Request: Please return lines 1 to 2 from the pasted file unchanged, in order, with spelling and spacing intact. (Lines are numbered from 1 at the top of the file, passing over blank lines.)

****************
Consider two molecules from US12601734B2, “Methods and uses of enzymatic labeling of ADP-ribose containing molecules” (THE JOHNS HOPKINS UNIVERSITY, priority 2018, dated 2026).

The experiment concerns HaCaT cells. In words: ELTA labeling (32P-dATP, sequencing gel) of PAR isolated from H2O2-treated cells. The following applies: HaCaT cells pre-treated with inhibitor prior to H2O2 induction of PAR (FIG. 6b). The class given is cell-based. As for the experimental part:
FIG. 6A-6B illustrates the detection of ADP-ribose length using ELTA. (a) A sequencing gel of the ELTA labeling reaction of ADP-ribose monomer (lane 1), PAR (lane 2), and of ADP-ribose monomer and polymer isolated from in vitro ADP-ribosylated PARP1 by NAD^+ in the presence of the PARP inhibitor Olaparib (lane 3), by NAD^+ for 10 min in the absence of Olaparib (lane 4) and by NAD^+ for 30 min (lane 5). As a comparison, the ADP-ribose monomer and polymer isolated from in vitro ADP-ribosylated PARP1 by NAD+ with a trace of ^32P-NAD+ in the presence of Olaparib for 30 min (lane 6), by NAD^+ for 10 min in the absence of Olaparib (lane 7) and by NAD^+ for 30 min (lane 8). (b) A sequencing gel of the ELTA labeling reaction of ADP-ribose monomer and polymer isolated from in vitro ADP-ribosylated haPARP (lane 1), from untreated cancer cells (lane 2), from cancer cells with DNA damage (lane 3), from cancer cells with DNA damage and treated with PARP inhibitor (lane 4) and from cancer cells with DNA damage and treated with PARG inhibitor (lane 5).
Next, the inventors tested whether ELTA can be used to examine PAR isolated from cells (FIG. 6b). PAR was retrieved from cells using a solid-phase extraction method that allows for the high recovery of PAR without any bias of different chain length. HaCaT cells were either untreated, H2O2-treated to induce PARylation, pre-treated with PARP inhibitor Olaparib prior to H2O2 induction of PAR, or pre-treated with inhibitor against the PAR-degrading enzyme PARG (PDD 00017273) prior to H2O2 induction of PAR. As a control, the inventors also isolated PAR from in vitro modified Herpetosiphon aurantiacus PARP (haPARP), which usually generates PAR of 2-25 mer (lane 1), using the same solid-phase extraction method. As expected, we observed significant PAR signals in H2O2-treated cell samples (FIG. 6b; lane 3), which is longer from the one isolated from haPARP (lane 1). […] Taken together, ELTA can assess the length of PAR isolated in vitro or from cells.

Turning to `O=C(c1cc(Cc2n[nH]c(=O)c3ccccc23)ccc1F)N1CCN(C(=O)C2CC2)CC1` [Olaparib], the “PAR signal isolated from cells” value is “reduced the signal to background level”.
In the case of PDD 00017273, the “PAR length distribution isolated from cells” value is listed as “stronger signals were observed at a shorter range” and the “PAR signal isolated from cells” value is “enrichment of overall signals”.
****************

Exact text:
Consider two molecules from US12601734B2, “Methods and uses of enzymatic labeling of ADP-ribose containing molecules” (THE JOHNS HOPKINS UNIVERSITY, priority 2018, dated 2026).

The experiment concerns HaCaT cells. In words: ELTA labeling (32P-dATP, sequencing gel) of PAR isolated from H2O2-treated cells. The following applies: HaCaT cells pre-treated with inhibitor prior to H2O2 induction of PAR (FIG. 6b). The class given is cell-based. As for the experimental part: